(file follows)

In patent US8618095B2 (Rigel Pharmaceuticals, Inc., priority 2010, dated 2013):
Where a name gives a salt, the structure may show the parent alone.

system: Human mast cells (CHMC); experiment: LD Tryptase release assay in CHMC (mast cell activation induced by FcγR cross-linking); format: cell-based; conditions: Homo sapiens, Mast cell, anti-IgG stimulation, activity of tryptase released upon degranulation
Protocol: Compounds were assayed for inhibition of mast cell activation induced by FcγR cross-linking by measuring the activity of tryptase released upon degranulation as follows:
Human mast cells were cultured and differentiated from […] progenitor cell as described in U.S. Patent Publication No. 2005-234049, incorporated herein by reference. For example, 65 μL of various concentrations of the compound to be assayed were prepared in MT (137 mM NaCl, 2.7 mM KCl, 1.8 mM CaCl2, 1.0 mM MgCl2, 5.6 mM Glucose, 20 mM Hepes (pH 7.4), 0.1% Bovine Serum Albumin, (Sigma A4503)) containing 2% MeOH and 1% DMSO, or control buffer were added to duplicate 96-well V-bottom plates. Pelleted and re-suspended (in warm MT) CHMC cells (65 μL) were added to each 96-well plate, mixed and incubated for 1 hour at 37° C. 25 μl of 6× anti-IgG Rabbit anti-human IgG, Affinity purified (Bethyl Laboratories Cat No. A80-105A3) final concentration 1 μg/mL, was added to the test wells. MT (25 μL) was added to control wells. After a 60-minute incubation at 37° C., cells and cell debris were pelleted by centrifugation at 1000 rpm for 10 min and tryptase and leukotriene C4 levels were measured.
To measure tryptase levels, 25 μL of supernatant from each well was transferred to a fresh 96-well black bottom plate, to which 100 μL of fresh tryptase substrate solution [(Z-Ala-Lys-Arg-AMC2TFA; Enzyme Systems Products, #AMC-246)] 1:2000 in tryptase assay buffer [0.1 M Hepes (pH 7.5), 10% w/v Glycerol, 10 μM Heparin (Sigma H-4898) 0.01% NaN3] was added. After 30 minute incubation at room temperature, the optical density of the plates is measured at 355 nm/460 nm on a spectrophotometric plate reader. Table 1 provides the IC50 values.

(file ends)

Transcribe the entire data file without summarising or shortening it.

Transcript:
In patent US8618095B2 (Rigel Pharmaceuticals, Inc., priority 2010, dated 2013):
Where a name gives a salt, the structure may show the parent alone.

system: Human mast cells (CHMC); experiment: LD Tryptase release assay in CHMC (mast cell activation induced by FcγR cross-linking); format: cell-based; conditions: Homo sapiens, Mast cell, anti-IgG stimulation, activity of tryptase released upon degranulation
Protocol: Compounds were assayed for inhibition of mast cell activation induced by FcγR cross-linking by measuring the activity of tryptase released upon degranulation as follows:
Human mast cells were cultured and differentiated from […] progenitor cell as described in U.S. Patent Publication No. 2005-234049, incorporated herein by reference. For example, 65 μL of various concentrations of the compound to be assayed were prepared in MT (137 mM NaCl, 2.7 mM KCl, 1.8 mM CaCl2, 1.0 mM MgCl2, 5.6 mM Glucose, 20 mM Hepes (pH 7.4), 0.1% Bovine Serum Albumin, (Sigma A4503)) containing 2% MeOH and 1% DMSO, or control buffer were added to duplicate 96-well V-bottom plates. Pelleted and re-suspended (in warm MT) CHMC cells (65 μL) were added to each 96-well plate, mixed and incubated for 1 hour at 37° C. 25 μl of 6× anti-IgG Rabbit anti-human IgG, Affinity purified (Bethyl Laboratories Cat No. A80-105A3) final concentration 1 μg/mL, was added to the test wells. MT (25 μL) was added to control wells. After a 60-minute incubation at 37° C., cells and cell debris were pelleted by centrifugation at 1000 rpm for 10 min and tryptase and leukotriene C4 levels were measured.
To measure tryptase levels, 25 μL of supernatant from each well was transferred to a fresh 96-well black bottom plate, to which 100 μL of fresh tryptase substrate solution [(Z-Ala-Lys-Arg-AMC2TFA; Enzyme Systems Products, #AMC-246)] 1:2000 in tryptase assay buffer [0.1 M Hepes (pH 7.5), 10% w/v Glycerol, 10 μM Heparin (Sigma H-4898) 0.01% NaN3] was added. After 30 minute incubation at room temperature, the optical density of the plates is measured at 355 nm/460 nm on a spectrophotometric plate reader. Table 1 provides the IC50 values.